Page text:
Next Article in Journal
Farm to Early Care and Education Programming: A Descriptive Study of Challenges and Opportunities to Promote Healthful Foods to Young Children
Previous Article in Journal
Antithrombotic Preventive Medication Prescription Redemption and Socioeconomic Status in Hungary in 2016: A Cross-Sectional Study
Previous Article in Special Issue
Digital Diabetes Care System Observations from a Pilot Evaluation Study in Vietnam
Open AccessArticle

Social and Demographic Patterns of Health-Related Internet Use Among Adults in the United States: A Secondary Data Analysis of the Health Information National Trends Survey

1
Department of Community Health and Social Medicine, CUNY School of Medicine, New York, NY 10031, USA
2
Department of Medicine, Icahn School of Medicine at Mount Sinai, New York, NY 10027, USA
3
Department of Community Health Sciences, SUNY Downstate Health Sciences University, Brooklyn, NY 11203, USA
*
Author to whom correspondence should be addressed.
Int. J. Environ. Res. Public Health 2020, 17(18), 6856; https://doi.org/10.3390/ijerph17186856
Received: 16 August 2020 / Revised: 16 September 2020 / Accepted: 17 September 2020 / Published: 19 September 2020
(This article belongs to the Special Issue Digital Intervention and Self-Management)
National surveys of U.S. adults have observed significant increases in health-related internet use (HRIU), but there are documented disparities. The study aims to identify social and demographic patterns of health-related internet use among U.S. adults. Using data from the Health Information National Trends Survey (HINTS) 4 cycle 3 and HINTS 5 cycle 1, we examined HRIU across healthcare, health information seeking, and participation on social media. Primary predictors were gender, race/ethnicity, age, education, income, and nativity with adjustments for smoking and survey year. We used multivariable logistic regression with survey weights to identify independent predictors of HRIU. Of the 4817 respondents, 43% had used the internet to find a doctor; 80% had looked online for health information. Only 20% had used social media for a health issue; 7% participated in an online health support group. In multivariable models, older and low SES participants were significantly less likely to use the internet to look for a provider, use the internet to look for health information for themselves or someone else, and less likely to use social media for health issues. Use of the internet for health-related purposes is vast but varies significantly by demographics and intended use. View Full-Text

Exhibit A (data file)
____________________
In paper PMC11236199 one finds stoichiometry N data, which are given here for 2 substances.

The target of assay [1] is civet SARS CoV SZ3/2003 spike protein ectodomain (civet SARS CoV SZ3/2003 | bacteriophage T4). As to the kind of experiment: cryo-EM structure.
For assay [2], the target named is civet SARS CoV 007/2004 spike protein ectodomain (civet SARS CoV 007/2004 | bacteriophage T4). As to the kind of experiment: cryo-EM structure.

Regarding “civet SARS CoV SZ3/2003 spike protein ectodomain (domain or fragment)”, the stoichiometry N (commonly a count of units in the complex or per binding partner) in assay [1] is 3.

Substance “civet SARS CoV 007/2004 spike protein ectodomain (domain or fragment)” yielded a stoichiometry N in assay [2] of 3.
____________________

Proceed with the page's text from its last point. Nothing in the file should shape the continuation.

Keywords: mobile health; health communication; internet use mobile health; health communication; internet use
MDPI and ACS Style

Calixte, R.; Rivera, A.; Oridota, O.; Beauchamp, W.; Camacho-Rivera, M. Social and Demographic Patterns of Health-Related Internet Use Among Adults in the United States: A Secondary Data Analysis of the Health Information National Trends Survey. Int. J. Environ. Res. Public Health 2020, 17, 6856.

Show more citation formats Show less citations formats
Note that from the first issue of 2016, MDPI journals use article numbers instead of page numbers. See further details here.

Article Access Map by Country/Region

1
Search more from Scilit
 
Search
Back to TopTop